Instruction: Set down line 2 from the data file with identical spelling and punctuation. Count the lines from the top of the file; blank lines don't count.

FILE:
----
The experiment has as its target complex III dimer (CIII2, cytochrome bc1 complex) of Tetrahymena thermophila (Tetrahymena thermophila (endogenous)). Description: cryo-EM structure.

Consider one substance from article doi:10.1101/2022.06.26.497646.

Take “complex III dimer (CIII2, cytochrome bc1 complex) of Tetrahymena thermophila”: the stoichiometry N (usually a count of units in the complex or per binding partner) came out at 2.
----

Consider one substance from article doi:10.1101/2022.06.26.497646.